The first deer to visit was a four point and he came in and worked an overhanging licking branch and then moved towards the green field. Next was a mature doe that crossed the milo field and passed just south of me towards the green field.

Then it got quiet for a while. I wasn’t really paying a lot of attention to the north as I doubted a buck would show from the pasture area where the bulls were, but I was wrong.

I have no clue exactly where he came from, but all of a sudden there was a huge buck slowly walking along the opposite side of the barbwire fence to the north. While keeping focused on his every movement, I moved around the tree in my sling. At the same time I was ready he stopped directly north of me facing the scrape area with his head over the top wire.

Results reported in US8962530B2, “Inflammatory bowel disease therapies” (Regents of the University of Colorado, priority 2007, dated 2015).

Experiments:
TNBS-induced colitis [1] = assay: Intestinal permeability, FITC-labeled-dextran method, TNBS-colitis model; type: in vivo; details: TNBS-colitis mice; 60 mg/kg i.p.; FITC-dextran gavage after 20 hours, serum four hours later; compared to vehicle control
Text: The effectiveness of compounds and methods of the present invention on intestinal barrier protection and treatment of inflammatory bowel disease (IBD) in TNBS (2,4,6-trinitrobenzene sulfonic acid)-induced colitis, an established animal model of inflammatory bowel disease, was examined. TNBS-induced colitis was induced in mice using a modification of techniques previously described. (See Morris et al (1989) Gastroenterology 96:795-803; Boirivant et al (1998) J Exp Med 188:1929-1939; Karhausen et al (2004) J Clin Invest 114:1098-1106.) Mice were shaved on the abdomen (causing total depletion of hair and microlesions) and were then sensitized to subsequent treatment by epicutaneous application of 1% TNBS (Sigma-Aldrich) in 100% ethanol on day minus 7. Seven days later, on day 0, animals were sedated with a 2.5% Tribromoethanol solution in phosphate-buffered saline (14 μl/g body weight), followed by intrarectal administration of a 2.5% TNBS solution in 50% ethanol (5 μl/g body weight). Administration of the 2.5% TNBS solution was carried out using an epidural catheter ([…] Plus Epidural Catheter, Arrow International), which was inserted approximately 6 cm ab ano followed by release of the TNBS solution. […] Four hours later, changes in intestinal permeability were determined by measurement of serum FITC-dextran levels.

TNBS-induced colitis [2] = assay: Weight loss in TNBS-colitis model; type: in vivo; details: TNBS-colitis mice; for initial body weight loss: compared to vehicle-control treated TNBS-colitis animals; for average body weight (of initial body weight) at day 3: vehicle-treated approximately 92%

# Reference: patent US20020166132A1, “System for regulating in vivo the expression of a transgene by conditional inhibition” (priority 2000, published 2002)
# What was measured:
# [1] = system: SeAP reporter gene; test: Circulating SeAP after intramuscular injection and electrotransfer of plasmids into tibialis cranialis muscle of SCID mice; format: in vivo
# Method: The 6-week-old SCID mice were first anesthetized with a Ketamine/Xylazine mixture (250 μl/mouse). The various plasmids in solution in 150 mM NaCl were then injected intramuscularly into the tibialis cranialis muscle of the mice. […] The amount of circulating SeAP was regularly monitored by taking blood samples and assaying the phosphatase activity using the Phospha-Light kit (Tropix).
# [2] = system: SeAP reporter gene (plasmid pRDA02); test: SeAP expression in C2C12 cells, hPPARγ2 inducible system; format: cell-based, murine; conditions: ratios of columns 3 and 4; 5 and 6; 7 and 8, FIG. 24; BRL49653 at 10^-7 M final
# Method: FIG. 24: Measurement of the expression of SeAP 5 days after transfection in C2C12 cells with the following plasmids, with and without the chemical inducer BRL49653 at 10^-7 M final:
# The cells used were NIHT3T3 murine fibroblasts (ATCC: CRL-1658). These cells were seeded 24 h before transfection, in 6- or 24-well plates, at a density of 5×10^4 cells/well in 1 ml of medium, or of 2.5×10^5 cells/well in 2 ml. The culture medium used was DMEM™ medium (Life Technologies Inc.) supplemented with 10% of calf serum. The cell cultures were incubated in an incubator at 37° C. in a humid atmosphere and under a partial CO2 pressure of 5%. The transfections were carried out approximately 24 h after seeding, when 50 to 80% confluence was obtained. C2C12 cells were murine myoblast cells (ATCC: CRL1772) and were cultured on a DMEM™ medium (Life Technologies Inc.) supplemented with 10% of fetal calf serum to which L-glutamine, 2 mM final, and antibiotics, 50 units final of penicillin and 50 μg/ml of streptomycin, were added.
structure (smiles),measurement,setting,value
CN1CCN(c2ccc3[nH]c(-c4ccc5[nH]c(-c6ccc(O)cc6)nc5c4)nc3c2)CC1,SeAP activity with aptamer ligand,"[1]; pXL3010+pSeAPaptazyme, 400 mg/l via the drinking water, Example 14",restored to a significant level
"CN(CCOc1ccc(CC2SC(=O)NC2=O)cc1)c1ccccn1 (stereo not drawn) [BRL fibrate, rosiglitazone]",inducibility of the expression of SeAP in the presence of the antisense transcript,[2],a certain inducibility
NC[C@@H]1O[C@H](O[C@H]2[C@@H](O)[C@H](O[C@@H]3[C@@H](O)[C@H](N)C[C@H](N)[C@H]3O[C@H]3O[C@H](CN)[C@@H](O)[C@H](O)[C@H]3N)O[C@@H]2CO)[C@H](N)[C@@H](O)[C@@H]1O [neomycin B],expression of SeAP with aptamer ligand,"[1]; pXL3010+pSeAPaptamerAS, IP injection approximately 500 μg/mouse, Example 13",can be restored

I counted nine long points and patiently waited for him to make his next move. My initial assumption was that he would jump the fence and come in and work a scrape, but then I thought, we didn’t have any night or day pictures of this buck. He definitely knew the scrape area was there, but he hadn’t worked any of the scrapes in the five days the camera was there.

With head over the top wire he nose-curled several times to scent check the scrapes that were directly upwind of him. My scent control regiment is such that I never pay attention to wind direction and had no concerns with him winding me.

With nothing arousing his testosterone driven curiosity, he turned broadside and slowly continued down the fence and that was his last mistake.

At a distance of 22 yards the gap between the top 2 wires perfectly framed his vitals. While at full draw I made a vocal doe bleat to stop him and took the shot with my 57 pound Mathews Conquest bow. The Maxima Hunter arrow tipped with a G-5 T3 head found its mark and I watched him run about 80 yards through the pasture before disappearing behind some brush.